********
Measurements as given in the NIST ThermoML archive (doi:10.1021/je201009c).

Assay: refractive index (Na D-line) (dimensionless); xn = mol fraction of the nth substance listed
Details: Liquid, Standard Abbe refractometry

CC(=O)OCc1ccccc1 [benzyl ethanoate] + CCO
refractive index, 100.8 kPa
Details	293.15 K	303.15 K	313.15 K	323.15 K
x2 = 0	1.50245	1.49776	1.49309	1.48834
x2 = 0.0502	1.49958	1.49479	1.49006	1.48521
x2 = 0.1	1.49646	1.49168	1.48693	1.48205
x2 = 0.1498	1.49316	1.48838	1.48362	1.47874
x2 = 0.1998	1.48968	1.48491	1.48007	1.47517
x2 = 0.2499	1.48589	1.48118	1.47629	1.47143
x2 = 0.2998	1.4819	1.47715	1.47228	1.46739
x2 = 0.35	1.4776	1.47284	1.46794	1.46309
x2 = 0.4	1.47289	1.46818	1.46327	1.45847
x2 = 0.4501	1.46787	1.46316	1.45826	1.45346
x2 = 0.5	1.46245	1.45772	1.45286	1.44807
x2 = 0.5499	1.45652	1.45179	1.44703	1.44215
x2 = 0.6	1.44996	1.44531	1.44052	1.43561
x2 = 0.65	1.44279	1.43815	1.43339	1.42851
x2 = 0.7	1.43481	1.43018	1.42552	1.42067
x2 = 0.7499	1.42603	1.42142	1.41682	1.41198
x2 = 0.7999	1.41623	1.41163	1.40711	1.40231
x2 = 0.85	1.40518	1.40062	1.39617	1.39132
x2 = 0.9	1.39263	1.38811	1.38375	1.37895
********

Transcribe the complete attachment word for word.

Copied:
Measurements as given in the NIST ThermoML archive (doi:10.1021/je201009c).

Assay: refractive index (Na D-line) (dimensionless); xn = mol fraction of the nth substance listed
Details: Liquid, Standard Abbe refractometry

CC(=O)OCc1ccccc1 [benzyl ethanoate] + CCO
refractive index, 100.8 kPa
Details	293.15 K	303.15 K	313.15 K	323.15 K
x2 = 0	1.50245	1.49776	1.49309	1.48834
x2 = 0.0502	1.49958	1.49479	1.49006	1.48521
x2 = 0.1	1.49646	1.49168	1.48693	1.48205
x2 = 0.1498	1.49316	1.48838	1.48362	1.47874
x2 = 0.1998	1.48968	1.48491	1.48007	1.47517
x2 = 0.2499	1.48589	1.48118	1.47629	1.47143
x2 = 0.2998	1.4819	1.47715	1.47228	1.46739
x2 = 0.35	1.4776	1.47284	1.46794	1.46309
x2 = 0.4	1.47289	1.46818	1.46327	1.45847
x2 = 0.4501	1.46787	1.46316	1.45826	1.45346
x2 = 0.5	1.46245	1.45772	1.45286	1.44807
x2 = 0.5499	1.45652	1.45179	1.44703	1.44215
x2 = 0.6	1.44996	1.44531	1.44052	1.43561
x2 = 0.65	1.44279	1.43815	1.43339	1.42851
x2 = 0.7	1.43481	1.43018	1.42552	1.42067
x2 = 0.7499	1.42603	1.42142	1.41682	1.41198
x2 = 0.7999	1.41623	1.41163	1.40711	1.40231
x2 = 0.85	1.40518	1.40062	1.39617	1.39132
x2 = 0.9	1.39263	1.38811	1.38375	1.37895